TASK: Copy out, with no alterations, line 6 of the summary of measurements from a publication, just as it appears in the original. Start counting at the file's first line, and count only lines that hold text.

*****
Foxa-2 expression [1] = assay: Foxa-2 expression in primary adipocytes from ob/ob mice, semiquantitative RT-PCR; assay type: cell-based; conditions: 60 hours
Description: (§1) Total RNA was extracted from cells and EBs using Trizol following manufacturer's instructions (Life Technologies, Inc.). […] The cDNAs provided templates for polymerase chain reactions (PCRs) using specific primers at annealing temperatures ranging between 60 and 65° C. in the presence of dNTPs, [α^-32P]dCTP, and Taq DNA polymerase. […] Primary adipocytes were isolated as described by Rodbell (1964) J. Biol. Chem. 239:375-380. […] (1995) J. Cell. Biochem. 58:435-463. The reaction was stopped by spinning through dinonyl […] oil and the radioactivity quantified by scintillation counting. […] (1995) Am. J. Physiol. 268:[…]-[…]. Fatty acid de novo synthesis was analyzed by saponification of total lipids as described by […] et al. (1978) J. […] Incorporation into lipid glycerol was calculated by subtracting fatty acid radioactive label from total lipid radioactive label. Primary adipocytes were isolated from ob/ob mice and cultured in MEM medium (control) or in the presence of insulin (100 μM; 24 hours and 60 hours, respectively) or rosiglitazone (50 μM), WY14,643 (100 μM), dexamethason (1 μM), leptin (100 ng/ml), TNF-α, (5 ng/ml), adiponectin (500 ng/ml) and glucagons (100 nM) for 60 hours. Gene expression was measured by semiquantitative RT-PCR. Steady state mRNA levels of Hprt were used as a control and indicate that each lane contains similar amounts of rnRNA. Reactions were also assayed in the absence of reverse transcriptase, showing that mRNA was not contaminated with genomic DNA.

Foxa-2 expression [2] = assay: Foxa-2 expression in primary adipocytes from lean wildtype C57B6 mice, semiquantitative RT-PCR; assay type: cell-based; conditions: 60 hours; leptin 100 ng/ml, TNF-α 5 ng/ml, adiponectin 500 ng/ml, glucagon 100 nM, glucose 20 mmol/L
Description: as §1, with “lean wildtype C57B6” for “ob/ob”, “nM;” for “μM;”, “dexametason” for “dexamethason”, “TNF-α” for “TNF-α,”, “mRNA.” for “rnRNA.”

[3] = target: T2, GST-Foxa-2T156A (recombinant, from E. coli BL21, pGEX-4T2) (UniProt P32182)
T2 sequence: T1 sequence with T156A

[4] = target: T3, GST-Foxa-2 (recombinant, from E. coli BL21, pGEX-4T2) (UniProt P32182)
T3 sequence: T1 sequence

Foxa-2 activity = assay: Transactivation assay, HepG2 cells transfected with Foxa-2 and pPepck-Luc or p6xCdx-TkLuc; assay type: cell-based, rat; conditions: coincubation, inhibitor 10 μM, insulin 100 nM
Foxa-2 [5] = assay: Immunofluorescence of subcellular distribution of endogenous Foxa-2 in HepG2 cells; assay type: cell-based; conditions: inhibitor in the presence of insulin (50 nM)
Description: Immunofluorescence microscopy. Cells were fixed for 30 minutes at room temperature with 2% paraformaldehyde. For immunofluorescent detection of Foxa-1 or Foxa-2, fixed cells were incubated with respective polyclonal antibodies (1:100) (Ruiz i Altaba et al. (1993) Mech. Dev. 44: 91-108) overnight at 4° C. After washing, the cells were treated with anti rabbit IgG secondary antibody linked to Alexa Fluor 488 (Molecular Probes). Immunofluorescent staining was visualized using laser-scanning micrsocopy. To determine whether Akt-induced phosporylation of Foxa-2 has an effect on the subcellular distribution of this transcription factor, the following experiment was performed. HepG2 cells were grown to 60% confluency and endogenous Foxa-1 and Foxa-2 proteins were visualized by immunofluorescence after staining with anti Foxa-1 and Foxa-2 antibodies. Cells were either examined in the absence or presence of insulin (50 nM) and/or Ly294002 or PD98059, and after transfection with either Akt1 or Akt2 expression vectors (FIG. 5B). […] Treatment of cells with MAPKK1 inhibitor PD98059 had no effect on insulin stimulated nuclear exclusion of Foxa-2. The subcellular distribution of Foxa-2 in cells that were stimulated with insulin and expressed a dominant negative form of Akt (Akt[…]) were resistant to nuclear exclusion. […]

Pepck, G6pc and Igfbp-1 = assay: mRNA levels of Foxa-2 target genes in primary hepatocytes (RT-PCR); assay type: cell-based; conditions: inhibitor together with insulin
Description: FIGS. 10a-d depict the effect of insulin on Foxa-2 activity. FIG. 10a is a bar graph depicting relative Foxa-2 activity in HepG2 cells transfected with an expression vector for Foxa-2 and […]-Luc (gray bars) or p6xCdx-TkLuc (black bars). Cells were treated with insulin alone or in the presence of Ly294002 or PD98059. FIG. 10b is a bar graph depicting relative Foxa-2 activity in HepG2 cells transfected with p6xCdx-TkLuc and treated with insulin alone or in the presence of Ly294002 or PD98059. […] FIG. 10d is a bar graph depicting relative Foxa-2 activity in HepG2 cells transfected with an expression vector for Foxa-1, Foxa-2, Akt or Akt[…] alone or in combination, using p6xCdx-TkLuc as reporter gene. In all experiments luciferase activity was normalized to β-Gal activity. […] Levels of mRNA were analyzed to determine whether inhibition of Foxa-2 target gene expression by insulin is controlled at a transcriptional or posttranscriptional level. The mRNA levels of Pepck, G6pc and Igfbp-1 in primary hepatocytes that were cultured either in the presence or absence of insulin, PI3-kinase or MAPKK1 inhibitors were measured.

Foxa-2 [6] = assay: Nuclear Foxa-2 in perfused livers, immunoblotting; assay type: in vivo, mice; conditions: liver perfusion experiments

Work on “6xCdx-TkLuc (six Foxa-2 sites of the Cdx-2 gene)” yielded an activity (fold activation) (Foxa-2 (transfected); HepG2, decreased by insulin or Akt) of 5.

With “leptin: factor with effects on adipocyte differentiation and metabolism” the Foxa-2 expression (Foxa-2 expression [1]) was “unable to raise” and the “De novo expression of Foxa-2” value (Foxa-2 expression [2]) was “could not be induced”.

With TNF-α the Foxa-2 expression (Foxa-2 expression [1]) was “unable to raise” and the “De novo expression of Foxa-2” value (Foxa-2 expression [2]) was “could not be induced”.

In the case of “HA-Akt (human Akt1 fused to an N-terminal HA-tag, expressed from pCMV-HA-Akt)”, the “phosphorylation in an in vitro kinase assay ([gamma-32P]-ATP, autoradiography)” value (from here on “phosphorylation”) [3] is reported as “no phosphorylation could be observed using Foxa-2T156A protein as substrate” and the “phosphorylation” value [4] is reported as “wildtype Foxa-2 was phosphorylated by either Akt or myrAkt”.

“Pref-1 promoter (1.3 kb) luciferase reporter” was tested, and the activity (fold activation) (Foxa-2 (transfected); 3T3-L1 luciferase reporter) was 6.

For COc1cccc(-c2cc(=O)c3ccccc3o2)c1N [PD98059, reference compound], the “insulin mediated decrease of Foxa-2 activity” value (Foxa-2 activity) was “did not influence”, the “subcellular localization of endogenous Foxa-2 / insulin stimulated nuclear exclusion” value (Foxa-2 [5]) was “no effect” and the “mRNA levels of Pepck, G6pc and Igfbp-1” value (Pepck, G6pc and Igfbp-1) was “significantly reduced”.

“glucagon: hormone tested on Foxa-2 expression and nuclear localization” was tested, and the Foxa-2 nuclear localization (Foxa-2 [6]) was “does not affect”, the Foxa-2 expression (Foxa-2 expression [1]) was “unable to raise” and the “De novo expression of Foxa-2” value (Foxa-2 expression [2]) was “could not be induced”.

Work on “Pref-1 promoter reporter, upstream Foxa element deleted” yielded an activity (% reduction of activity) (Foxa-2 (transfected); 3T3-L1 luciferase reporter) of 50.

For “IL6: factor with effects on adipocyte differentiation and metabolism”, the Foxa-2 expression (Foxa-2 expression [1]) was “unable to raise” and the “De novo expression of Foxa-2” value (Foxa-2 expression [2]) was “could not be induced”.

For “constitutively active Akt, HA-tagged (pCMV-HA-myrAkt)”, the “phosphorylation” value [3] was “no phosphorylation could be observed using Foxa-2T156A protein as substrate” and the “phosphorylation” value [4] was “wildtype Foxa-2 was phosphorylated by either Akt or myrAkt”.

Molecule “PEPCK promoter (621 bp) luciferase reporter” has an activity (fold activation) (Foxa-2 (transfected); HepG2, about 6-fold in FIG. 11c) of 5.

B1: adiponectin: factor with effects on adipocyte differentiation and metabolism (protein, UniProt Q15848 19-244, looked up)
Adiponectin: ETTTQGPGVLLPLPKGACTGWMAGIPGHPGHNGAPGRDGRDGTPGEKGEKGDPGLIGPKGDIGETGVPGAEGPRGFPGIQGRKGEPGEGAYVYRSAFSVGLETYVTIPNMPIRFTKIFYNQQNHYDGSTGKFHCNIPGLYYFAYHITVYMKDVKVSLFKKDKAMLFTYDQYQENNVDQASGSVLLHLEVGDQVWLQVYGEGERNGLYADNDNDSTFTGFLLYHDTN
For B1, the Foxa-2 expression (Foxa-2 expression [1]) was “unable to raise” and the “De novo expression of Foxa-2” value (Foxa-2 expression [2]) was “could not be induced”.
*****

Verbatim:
T2 sequence: T1 sequence with T156A